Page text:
High Court to state: Why can’t we just have smart cards?

The justices seemed concerned that citizens did not have a choice about whether to join the database or not.

February 19, 2018 21:17
3 minute read.
A person uses a sensor for biometric identification on a smartphone in Berlin

A person uses a sensor for biometric identification on a smartphone in Berlin. (photo credit: REUTERS)


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In a long-awaited hearing on Monday, the High Court of Justice pressed the government hard about why it could not switch the citizenry over to smart-card passports without the need for the controversial biometric database.

Justice Isaac Amit said quite plainly to the state that there was no question that the biometric database “harms privacy,” so “why do we even need it?”

The Biometric Database Law was passed by a 39 to 29 vote on February 27, 2017 to increase certain economic and electronic efficiencies and make it harder to perpetrate identity theft. The state says that the database is needed to maximize identity theft protection. But it came after years of controversy dating back to 2009, and several adjustments to address criticisms.

While the NGO Digital Rights Movement has praised the changes as mitigating some of the privacy and security violations, it filed the current petition stating that the database itself was still unconstitutional and dangerous, and that biometric smart-cards can continue, but with no database.

Until now, to get a “smart” biometric card, a person was required to give the national biometric database access to personal facial recognition and fingerprinting data.

As of June 1, 2017, those getting smart cards can join without having to enter their fingerprints into the database.

Fingerprints for those under the age of 16 are not included in the database.

The police cannot use the database for law enforcement purposes until the Knesset approves related regulations on the issue.
A court approval will be needed before fingerprints in the database can be used for law enforcement purposes.

Those objecting will still have their fingerprints and facial recognition picture taken, but it will only be connected to their smart-card, not placed in the database. As a penalty of sorts, they would need to renew their ID cards every five years instead of every 10.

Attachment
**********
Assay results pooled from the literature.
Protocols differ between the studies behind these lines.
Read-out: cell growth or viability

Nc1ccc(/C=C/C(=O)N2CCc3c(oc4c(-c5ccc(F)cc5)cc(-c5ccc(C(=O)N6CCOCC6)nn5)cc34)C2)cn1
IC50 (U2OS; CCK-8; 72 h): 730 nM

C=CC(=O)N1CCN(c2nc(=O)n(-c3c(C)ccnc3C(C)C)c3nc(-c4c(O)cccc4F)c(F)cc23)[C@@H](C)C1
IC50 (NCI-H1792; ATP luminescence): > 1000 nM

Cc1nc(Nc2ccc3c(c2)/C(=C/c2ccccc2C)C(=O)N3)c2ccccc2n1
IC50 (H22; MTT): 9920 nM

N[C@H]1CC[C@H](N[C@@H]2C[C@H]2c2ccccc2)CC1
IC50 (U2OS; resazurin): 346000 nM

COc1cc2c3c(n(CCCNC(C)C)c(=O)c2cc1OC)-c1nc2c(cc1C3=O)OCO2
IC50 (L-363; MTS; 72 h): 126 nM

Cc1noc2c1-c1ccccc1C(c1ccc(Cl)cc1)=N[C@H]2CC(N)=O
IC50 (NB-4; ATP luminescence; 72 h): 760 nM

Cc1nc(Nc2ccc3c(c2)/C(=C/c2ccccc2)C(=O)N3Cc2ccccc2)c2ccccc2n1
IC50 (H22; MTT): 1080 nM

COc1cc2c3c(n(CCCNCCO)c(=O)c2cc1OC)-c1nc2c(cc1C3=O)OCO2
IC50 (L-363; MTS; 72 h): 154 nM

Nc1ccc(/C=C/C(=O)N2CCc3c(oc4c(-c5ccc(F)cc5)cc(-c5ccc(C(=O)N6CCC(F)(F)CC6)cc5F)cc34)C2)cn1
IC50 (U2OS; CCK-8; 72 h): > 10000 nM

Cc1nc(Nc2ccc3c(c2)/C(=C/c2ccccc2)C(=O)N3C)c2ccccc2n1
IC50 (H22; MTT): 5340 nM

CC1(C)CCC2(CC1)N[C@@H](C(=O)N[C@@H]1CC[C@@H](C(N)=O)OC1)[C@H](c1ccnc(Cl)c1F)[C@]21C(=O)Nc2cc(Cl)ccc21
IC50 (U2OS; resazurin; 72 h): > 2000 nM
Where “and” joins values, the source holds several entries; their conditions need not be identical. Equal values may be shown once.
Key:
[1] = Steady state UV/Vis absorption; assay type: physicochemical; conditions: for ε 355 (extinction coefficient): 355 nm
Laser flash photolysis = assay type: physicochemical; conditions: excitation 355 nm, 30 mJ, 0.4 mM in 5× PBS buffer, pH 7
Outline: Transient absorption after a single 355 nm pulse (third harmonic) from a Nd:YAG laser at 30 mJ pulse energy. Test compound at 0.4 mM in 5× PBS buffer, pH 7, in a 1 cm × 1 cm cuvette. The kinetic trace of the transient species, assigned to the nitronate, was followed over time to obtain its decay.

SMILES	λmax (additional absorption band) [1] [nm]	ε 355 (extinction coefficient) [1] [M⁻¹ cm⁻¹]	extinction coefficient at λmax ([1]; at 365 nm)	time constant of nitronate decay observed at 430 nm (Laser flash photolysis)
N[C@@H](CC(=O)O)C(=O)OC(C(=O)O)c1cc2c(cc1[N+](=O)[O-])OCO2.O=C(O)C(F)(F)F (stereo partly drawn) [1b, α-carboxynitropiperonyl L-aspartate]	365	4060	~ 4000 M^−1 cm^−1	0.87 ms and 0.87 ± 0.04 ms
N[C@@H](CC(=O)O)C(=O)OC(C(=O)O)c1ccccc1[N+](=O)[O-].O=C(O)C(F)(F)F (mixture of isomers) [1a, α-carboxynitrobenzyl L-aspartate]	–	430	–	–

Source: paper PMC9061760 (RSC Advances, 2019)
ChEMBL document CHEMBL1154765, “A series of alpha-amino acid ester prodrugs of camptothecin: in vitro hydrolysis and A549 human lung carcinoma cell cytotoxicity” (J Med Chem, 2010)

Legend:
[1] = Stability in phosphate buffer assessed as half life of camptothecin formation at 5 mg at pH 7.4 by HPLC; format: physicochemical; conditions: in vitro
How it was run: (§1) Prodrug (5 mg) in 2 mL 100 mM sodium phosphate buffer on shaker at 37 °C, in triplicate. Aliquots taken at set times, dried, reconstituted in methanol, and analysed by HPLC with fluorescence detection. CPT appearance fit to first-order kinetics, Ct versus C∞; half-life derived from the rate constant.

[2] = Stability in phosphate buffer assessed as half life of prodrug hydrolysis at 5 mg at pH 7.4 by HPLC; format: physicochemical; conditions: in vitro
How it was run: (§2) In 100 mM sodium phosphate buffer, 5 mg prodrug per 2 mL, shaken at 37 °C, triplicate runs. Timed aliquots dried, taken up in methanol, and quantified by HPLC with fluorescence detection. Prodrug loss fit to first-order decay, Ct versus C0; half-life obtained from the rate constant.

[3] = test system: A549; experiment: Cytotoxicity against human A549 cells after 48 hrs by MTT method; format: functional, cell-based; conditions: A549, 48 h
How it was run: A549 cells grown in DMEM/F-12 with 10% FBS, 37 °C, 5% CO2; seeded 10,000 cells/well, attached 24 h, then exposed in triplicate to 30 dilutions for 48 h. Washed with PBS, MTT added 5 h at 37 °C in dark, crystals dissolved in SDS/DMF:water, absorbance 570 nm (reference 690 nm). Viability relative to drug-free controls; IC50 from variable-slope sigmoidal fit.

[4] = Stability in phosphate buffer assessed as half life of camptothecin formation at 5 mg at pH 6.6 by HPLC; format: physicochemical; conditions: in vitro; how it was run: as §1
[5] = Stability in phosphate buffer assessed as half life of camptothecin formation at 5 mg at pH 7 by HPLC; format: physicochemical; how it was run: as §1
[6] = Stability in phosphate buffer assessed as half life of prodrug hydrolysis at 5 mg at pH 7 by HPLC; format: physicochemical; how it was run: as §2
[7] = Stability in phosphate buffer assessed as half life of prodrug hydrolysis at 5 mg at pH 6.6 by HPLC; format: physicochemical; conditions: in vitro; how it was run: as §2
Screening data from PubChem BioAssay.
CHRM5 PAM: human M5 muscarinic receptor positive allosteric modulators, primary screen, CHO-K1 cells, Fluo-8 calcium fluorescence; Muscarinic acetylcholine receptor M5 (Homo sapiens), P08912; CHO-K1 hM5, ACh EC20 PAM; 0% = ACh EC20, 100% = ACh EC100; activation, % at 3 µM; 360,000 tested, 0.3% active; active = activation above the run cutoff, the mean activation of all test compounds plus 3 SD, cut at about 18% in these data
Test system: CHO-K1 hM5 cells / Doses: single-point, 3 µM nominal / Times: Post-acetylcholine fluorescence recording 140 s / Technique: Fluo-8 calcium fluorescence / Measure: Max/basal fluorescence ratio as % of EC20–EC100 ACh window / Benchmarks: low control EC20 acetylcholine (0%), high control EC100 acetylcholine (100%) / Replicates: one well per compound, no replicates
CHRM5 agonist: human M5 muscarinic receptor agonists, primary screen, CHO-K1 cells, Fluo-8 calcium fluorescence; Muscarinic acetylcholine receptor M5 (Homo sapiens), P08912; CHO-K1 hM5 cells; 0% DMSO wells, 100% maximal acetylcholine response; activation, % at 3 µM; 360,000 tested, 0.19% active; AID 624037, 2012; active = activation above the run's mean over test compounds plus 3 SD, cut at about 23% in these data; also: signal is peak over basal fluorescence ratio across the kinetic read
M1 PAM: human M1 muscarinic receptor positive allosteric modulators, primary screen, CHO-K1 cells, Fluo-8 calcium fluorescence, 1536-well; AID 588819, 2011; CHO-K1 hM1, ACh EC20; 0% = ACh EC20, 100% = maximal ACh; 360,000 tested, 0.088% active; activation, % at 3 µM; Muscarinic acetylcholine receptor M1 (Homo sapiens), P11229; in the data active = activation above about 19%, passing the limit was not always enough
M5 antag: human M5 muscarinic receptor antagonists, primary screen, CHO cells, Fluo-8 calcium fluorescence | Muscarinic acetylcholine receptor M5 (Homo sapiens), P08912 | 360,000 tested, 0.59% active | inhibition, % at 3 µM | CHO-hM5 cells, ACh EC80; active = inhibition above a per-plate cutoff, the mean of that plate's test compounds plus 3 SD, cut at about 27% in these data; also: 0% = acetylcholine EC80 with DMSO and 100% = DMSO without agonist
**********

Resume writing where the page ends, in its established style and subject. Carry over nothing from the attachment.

The Government’s cyber chief will be entrusted with reviewing the database every 18 months, instead of every two years, to see if there is a new alternative to fingerprinting for identification.

From the start, there has been heated debate about privacy rights and whether a database exposes citizens to new kinds of identity and personal information theft, in an age when cyberhacking seems unstoppable.

Digital Rights Movement’s petition said the database, “caused great harm to Israeli democracy” and that, “we all go onto the blacklist of potential suspects. The rule in our democracy until now has been very simple: if you did not break a law, you do not go on the suspects’ list... But from this moment… everyone changes into a suspect… and this must be annulled.”

The justices seemed concerned that citizens did not have a choice about whether to join the database or not – and when the state said that the change was part of the inevitable wave of technological change, Justice Neal Hendel responded that, “to say it’s the new thing is not always convincing.” He added that other new technologies have moved ahead too fast and caused damage.

At the same time, the court pressed the petitioners, noting that to date, the nightmare scenarios of widespread violations of privacy stemming from the database have not transpired.

Also, they noted that much of the information in the biometric database is already collected by the state or the army in other platforms.

Before the court rules on the broader issue, the sides were ordered to respond within the next 30 days as to whether the state could present classified evidence to the court, without the petitioners present.

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